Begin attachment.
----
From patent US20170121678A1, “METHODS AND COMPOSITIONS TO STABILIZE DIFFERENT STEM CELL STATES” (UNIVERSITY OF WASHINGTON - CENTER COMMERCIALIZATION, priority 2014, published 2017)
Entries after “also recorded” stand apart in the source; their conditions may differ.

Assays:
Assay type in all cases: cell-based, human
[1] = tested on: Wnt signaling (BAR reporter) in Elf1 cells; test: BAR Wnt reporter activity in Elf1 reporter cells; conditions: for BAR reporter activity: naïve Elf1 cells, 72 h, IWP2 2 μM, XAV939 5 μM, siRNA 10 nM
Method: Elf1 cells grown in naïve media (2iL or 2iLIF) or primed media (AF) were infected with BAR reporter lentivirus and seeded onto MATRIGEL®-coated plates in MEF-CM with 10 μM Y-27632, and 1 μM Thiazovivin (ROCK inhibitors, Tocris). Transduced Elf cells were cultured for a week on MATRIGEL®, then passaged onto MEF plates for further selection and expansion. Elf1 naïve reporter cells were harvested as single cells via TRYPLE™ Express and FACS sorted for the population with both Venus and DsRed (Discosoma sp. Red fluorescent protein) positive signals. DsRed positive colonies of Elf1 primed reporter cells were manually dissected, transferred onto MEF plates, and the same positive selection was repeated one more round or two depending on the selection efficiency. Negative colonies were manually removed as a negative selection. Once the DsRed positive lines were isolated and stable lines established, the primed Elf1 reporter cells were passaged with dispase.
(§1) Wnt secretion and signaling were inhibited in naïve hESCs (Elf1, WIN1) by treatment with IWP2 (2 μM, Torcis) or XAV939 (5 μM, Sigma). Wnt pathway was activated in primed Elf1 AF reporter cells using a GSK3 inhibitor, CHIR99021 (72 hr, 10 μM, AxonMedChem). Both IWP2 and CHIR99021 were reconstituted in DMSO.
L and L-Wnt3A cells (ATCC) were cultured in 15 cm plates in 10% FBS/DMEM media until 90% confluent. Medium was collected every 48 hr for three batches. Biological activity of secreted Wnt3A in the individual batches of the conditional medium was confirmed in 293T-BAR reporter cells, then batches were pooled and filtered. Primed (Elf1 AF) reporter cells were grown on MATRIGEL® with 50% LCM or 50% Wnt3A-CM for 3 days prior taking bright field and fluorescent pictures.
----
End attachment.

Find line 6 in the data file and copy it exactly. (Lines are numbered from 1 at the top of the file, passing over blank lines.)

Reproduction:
Method: Elf1 cells grown in naïve media (2iL or 2iLIF) or primed media (AF) were infected with BAR reporter lentivirus and seeded onto MATRIGEL®-coated plates in MEF-CM with 10 μM Y-27632, and 1 μM Thiazovivin (ROCK inhibitors, Tocris). Transduced Elf cells were cultured for a week on MATRIGEL®, then passaged onto MEF plates for further selection and expansion. Elf1 naïve reporter cells were harvested as single cells via TRYPLE™ Express and FACS sorted for the population with both Venus and DsRed (Discosoma sp. Red fluorescent protein) positive signals. DsRed positive colonies of Elf1 primed reporter cells were manually dissected, transferred onto MEF plates, and the same positive selection was repeated one more round or two depending on the selection efficiency. Negative colonies were manually removed as a negative selection. Once the DsRed positive lines were isolated and stable lines established, the primed Elf1 reporter cells were passaged with dispase.